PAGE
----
After last Friday’s major gains, markets tempered quite a bit today as the S&P 500 barely dipped 0.04%. European and Asian indices didn’t move significantly either for the most part. In commodities, oil and gold haven’t greatly fluctuated as of late as well.
The 10-year Treasury yield fell down to 1.90% as it appears investors are slightly more on edge about Greece’s fate. The VIX might still be below 20, but there’s still plenty of risk on the table.
As Greece still hasn’t come to a deal with its bondholders, the prospect of default becomes increasingly likely. Even Greek PM Papademos wants his finance team to determine the potential effects of a default. And the rest of Europe is getting antsy over the matter. Merkel and Sarkozy both said that Greece needs to arrive at a resolution soon. If not, the market reaction could turn ugly.
In an interesting twist in Greece, France and Germany are proposing a new provision if Greece receives a bailout. They propose setting up a fund that would designate some bailout money for Greek bondholders rather than doling it all out to the Greeks. This plan would create a better incentive for Greece to keep its budget in order and institute credible fiscal reform. At least Greece has taken a step in the right direction by deciding to axe 15,000 government jobs.
Concerns linger over the European banking system with regards to capital shortfalls. There is speculation that a number of banks that submitted proposals for achieving capital adequacy might still not reach a necessary target of 9% tier one capital. With 30 banks that collectively need roughly $150 billion in capital to meet this target according to the European Banking Authority, the risk of another major bank facing a crisis could very well be possible.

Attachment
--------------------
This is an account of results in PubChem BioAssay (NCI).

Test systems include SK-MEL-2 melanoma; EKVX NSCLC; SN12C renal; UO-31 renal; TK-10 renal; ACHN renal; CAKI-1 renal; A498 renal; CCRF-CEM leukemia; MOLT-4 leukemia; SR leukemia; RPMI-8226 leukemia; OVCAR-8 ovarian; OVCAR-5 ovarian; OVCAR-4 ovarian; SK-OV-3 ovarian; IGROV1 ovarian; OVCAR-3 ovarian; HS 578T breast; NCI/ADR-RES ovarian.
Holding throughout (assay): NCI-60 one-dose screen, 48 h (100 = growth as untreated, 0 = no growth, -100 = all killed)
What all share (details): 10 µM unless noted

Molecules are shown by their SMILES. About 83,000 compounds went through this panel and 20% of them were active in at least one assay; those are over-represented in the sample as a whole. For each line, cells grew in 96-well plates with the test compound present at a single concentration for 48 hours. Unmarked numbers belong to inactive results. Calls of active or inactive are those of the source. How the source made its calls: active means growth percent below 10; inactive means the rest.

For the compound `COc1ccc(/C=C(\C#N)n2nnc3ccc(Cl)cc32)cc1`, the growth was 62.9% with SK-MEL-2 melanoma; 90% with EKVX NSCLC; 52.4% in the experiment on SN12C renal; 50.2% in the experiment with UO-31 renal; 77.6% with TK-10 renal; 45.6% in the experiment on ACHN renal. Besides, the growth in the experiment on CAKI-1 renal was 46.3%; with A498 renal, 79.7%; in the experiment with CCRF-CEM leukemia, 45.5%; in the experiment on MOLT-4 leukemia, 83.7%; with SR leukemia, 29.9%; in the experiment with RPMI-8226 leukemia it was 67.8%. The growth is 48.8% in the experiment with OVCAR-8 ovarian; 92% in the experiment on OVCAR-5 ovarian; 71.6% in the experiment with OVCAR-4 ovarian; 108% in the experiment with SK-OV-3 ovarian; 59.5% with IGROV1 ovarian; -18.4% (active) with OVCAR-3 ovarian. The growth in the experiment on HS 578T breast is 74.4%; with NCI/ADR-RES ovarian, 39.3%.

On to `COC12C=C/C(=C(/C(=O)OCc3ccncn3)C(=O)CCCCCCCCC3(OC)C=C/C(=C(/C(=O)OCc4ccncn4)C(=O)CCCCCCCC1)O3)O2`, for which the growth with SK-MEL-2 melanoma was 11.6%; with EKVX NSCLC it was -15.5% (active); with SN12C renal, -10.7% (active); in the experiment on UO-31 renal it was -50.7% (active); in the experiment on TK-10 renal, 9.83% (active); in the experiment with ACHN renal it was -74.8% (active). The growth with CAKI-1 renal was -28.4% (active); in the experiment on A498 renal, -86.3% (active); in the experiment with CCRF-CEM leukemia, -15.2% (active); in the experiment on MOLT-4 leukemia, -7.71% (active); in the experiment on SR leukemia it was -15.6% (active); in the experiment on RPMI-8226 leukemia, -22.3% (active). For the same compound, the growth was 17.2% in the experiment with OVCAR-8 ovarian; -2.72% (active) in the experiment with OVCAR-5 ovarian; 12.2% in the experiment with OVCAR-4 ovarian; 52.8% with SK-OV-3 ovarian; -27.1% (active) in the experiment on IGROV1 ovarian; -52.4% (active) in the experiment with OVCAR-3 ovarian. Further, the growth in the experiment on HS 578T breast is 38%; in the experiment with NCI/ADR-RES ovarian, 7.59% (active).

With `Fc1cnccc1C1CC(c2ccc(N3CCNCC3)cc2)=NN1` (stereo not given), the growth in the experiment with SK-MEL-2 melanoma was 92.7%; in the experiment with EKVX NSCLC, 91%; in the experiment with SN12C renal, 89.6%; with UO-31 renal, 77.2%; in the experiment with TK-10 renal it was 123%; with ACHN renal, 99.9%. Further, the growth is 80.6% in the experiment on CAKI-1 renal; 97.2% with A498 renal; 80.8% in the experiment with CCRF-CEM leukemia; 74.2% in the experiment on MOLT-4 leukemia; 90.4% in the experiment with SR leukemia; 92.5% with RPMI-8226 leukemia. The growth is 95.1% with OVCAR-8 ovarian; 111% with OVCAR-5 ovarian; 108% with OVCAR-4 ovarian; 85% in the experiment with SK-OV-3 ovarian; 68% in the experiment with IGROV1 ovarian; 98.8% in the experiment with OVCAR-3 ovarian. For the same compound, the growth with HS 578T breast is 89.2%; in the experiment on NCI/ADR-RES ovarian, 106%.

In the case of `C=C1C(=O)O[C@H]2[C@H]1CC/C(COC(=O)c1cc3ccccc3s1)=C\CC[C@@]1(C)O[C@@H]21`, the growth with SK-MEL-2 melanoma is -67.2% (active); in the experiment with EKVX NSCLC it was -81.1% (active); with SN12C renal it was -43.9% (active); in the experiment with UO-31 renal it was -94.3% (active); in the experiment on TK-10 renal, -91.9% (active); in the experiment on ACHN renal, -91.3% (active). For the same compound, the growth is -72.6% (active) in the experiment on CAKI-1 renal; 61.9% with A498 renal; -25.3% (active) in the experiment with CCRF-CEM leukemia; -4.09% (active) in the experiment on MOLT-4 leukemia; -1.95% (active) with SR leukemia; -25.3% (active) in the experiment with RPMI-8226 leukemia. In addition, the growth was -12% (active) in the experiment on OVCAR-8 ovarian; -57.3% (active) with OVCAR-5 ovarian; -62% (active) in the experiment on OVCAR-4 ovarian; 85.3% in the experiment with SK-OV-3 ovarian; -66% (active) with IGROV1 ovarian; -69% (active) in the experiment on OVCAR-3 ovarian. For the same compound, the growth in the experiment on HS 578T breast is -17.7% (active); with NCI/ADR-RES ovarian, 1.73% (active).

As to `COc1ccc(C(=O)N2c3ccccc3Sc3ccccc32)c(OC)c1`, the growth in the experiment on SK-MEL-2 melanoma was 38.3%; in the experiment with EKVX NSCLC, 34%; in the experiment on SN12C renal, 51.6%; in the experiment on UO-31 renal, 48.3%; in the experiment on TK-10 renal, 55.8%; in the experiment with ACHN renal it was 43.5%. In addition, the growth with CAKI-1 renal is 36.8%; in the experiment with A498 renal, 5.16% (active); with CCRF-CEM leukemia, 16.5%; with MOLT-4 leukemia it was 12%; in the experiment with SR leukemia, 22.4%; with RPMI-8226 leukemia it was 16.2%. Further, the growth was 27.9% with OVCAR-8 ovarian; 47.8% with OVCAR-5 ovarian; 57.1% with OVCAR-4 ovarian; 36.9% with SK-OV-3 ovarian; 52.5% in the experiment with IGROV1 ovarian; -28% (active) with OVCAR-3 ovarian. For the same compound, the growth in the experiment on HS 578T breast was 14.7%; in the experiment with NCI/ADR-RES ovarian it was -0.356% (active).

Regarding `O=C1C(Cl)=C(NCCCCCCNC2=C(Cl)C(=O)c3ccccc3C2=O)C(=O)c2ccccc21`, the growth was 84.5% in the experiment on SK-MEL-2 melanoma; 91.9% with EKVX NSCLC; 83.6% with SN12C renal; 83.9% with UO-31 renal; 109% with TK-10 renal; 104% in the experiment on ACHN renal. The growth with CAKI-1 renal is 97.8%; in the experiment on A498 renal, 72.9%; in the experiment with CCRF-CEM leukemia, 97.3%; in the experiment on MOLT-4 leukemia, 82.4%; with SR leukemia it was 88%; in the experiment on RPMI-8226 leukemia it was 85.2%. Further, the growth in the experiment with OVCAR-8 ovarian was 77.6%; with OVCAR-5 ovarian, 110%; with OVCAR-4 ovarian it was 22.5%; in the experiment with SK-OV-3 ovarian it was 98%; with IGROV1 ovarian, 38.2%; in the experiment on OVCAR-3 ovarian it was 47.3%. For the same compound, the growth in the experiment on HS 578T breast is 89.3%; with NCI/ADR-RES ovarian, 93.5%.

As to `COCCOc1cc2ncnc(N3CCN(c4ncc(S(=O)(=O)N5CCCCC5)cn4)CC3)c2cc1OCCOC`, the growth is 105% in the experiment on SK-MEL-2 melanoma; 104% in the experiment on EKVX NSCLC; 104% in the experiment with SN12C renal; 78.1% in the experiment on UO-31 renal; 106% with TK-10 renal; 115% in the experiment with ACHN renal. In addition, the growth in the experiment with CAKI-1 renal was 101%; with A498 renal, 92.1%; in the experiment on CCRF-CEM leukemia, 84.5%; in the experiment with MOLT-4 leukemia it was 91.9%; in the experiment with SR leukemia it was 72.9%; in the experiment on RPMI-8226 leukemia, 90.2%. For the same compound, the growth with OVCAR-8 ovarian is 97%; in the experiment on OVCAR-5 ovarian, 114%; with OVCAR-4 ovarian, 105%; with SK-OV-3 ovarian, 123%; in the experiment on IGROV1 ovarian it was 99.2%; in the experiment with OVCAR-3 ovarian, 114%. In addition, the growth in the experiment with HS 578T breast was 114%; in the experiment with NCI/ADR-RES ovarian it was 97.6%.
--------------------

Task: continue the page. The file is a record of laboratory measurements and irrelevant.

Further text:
A sign that some Eurozone countries are doing better than others, Germany’s manufacturing orders rose in December. Unfortunately, the rest of Europe is lagging economically.
And on the U.S. front, hopefully the Super Bowl was able to provide some much need GDP stimulus after less than stellar Q4 numbers.
Once again, we await a final outcome in Greece as talks keep coming to a standstill. With this in mind, it’s crucial to have a balanced bond/sector/equity ETF allocation, along with my recommended exit strategy, in case we see the downside impact sooner rather than later.